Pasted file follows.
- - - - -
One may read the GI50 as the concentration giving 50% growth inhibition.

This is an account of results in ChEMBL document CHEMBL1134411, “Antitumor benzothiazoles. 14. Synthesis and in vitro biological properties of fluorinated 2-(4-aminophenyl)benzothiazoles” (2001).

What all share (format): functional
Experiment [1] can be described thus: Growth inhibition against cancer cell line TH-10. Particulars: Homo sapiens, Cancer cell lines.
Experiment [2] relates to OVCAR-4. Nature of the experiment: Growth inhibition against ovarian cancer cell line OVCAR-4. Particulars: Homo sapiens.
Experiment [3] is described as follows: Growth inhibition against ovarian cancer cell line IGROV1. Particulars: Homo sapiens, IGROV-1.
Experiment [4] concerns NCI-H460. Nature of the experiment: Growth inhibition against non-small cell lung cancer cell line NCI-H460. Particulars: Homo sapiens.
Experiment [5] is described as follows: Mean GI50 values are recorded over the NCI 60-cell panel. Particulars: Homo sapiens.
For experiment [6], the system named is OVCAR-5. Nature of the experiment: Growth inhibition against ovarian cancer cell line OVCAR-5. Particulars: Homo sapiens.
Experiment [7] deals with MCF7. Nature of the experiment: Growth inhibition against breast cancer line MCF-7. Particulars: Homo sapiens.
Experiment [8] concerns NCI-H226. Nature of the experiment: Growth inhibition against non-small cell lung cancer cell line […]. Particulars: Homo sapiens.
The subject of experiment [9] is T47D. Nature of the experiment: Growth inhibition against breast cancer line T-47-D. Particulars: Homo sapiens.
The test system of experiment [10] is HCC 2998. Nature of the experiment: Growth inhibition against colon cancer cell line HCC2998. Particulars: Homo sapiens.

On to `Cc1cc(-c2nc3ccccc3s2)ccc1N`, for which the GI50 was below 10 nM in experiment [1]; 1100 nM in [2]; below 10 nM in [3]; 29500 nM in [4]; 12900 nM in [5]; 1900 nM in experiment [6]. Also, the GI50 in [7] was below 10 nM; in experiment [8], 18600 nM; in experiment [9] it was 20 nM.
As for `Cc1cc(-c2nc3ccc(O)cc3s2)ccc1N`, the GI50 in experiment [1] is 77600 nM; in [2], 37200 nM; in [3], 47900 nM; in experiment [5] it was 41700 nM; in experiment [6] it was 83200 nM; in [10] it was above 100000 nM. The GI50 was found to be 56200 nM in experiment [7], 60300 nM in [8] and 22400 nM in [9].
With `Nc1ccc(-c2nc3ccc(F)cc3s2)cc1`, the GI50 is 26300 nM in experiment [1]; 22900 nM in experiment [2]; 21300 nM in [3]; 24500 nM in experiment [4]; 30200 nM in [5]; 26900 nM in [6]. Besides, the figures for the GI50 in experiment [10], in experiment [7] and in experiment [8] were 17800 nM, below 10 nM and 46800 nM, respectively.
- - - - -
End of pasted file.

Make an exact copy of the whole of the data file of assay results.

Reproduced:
One may read the GI50 as the concentration giving 50% growth inhibition.

This is an account of results in ChEMBL document CHEMBL1134411, “Antitumor benzothiazoles. 14. Synthesis and in vitro biological properties of fluorinated 2-(4-aminophenyl)benzothiazoles” (2001).

What all share (format): functional
Experiment [1] can be described thus: Growth inhibition against cancer cell line TH-10. Particulars: Homo sapiens, Cancer cell lines.
Experiment [2] relates to OVCAR-4. Nature of the experiment: Growth inhibition against ovarian cancer cell line OVCAR-4. Particulars: Homo sapiens.
Experiment [3] is described as follows: Growth inhibition against ovarian cancer cell line IGROV1. Particulars: Homo sapiens, IGROV-1.
Experiment [4] concerns NCI-H460. Nature of the experiment: Growth inhibition against non-small cell lung cancer cell line NCI-H460. Particulars: Homo sapiens.
Experiment [5] is described as follows: Mean GI50 values are recorded over the NCI 60-cell panel. Particulars: Homo sapiens.
For experiment [6], the system named is OVCAR-5. Nature of the experiment: Growth inhibition against ovarian cancer cell line OVCAR-5. Particulars: Homo sapiens.
Experiment [7] deals with MCF7. Nature of the experiment: Growth inhibition against breast cancer line MCF-7. Particulars: Homo sapiens.
Experiment [8] concerns NCI-H226. Nature of the experiment: Growth inhibition against non-small cell lung cancer cell line […]. Particulars: Homo sapiens.
The subject of experiment [9] is T47D. Nature of the experiment: Growth inhibition against breast cancer line T-47-D. Particulars: Homo sapiens.
The test system of experiment [10] is HCC 2998. Nature of the experiment: Growth inhibition against colon cancer cell line HCC2998. Particulars: Homo sapiens.

On to `Cc1cc(-c2nc3ccccc3s2)ccc1N`, for which the GI50 was below 10 nM in experiment [1]; 1100 nM in [2]; below 10 nM in [3]; 29500 nM in [4]; 12900 nM in [5]; 1900 nM in experiment [6]. Also, the GI50 in [7] was below 10 nM; in experiment [8], 18600 nM; in experiment [9] it was 20 nM.
As for `Cc1cc(-c2nc3ccc(O)cc3s2)ccc1N`, the GI50 in experiment [1] is 77600 nM; in [2], 37200 nM; in [3], 47900 nM; in experiment [5] it was 41700 nM; in experiment [6] it was 83200 nM; in [10] it was above 100000 nM. The GI50 was found to be 56200 nM in experiment [7], 60300 nM in [8] and 22400 nM in [9].
With `Nc1ccc(-c2nc3ccc(F)cc3s2)cc1`, the GI50 is 26300 nM in experiment [1]; 22900 nM in experiment [2]; 21300 nM in [3]; 24500 nM in experiment [4]; 30200 nM in [5]; 26900 nM in [6]. Besides, the figures for the GI50 in experiment [10], in experiment [7] and in experiment [8] were 17800 nM, below 10 nM and 46800 nM, respectively.